Discovering who experiences freezing during trauma and who doesn’t and why is important because experiencing a freeze response as well as dissociation or panic during a traumatic event is a major risk factor for going on to develop post-traumatic stress disorder (PTSD) later. Patients with PTSD report freezing during trauma at higher rates than people who have experienced similar trauma but do not have PTSD and in healthy college students have experienced trauma, those who experienced more freezing symptoms at the time also report more PTSD symptoms later. Patients who experienced freezing and subsequently developed PTSD also have more severe symptoms, on average, and do not respond as well to medication as patients who developed PTSD but did not experience a freezing response during their initial trauma. This is also the case in patients with panic disorder, patients who do have freezing responses during panic attacks have more severe symptoms and experience greater disability than those who don’t.

At least one study found that freezing predicts subsequent PTSD better than dissociation which is a more well-known and better studied risk factor. This would make sense if dissociation is, in fact, a part of the larger freeze response. However, its important to note that the most common way of measuring the occurrence of freezing, the Tonic Immobility Scale, includes questions on dissociation, which means that whether or not these two things are really part of the same neurological response people with dissociative symptoms will, necessarily receive a higher score on measures of freezing as well, which might influence this result (since dissociation by itself does predict PTSD).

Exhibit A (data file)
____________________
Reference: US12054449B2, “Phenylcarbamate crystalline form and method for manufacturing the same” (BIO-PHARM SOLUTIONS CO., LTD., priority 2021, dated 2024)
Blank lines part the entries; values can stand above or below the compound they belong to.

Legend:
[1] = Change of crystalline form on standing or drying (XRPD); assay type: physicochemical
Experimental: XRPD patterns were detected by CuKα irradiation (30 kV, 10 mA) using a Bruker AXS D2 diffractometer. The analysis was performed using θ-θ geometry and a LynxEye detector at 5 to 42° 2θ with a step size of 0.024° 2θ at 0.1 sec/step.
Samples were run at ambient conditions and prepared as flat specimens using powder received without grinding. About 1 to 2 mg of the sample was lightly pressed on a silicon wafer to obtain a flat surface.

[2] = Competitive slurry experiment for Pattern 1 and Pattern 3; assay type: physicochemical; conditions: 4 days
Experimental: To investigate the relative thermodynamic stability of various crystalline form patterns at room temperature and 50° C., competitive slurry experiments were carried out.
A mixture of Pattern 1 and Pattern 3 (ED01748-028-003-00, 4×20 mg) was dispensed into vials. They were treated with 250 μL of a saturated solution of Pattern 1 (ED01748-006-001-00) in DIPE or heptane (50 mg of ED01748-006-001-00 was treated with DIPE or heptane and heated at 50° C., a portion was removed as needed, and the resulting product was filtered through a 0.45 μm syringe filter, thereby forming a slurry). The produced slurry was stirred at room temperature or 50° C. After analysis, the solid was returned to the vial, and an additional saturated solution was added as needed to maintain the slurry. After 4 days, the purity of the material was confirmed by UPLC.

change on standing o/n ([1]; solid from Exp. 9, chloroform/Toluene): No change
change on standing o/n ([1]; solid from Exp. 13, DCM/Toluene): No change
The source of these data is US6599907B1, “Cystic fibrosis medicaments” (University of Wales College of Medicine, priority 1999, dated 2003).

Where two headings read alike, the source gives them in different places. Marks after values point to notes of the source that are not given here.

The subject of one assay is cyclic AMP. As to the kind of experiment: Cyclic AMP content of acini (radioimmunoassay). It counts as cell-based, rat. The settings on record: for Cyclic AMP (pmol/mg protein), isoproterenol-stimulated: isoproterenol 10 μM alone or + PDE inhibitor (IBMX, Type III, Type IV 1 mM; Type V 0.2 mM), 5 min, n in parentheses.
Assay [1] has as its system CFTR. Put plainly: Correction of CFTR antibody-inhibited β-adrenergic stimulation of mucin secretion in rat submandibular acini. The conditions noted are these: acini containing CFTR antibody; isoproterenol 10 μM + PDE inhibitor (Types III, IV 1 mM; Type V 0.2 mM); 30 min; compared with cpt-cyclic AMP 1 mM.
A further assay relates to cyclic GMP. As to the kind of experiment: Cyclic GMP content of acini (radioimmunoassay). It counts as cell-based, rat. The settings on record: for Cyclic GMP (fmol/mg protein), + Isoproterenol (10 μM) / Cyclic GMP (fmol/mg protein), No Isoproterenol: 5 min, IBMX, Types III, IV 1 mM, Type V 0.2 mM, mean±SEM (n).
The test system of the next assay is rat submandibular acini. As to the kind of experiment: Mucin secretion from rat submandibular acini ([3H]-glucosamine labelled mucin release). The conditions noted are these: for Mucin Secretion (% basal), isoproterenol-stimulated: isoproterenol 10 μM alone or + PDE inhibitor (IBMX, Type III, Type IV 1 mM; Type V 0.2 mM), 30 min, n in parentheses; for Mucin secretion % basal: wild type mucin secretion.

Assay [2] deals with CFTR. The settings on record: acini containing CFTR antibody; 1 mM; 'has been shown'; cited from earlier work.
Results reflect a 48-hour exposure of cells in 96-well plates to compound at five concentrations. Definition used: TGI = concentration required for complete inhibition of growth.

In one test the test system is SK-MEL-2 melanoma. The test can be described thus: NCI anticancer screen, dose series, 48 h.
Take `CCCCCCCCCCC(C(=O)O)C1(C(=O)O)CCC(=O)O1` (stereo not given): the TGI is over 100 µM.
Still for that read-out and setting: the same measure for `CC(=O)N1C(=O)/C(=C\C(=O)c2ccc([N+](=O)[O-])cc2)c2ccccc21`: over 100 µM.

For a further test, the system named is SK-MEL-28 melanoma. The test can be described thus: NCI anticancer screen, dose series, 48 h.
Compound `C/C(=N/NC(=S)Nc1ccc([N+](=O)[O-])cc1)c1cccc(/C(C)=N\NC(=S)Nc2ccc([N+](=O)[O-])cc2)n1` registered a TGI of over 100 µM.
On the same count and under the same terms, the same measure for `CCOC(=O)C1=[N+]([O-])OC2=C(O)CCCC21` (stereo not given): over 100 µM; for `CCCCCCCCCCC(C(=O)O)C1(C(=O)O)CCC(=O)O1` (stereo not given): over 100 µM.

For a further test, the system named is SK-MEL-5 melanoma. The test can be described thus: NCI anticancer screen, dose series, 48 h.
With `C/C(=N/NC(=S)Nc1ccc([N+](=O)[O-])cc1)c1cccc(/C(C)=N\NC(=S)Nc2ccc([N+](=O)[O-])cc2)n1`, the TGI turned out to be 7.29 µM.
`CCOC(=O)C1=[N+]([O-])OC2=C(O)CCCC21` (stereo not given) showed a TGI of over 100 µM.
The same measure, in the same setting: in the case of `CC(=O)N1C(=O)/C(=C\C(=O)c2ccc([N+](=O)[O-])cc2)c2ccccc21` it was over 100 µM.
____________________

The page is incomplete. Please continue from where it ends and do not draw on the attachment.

Ultimately we just don’t know exactly how the freezing response relates to dissociation or to PTSD, the research is just not complete enough, but we do know a few things about how freezing relates to other factors that determine someone’s risk for PTSD after trauma. A study which attempted to evoke freezing symptoms in a laboratory test (can I just note that I have great respect for anyone who volunteers to participate on a study which aims to cause anxiety) found that people who had more anxiety-sensitivity experienced more freezing during the test. Anxiety-sensitivity is a personality trait that measures how much anxiety bothers people, and by itself it’s a risk factor for PTSD. People with good attentional control (a measure of how well you can control what you think about and focus on) have a lowered risk for PTSD in general and also had less intrusive thoughts (which is one symptom of PTSD) after they had freezing induced in a laboratory test. So the relationship that has been found between PTSD and freezing extends to other aspects of someone’s personality and cognitive skills which affect their risk for PTSD.

But there may also be a socially driven component to the effects that freezing has on developing PTSD. People who freeze during trauma are more likely to feel guilty and ashamed and they may receive less social support from people around them after their trauma, which could make them more vulnerable to developing PTSD. This is especially a problem for victims of sexual assault because victims who cannot provide evidence of fighting back are often disbelieved by the police and their friends and family.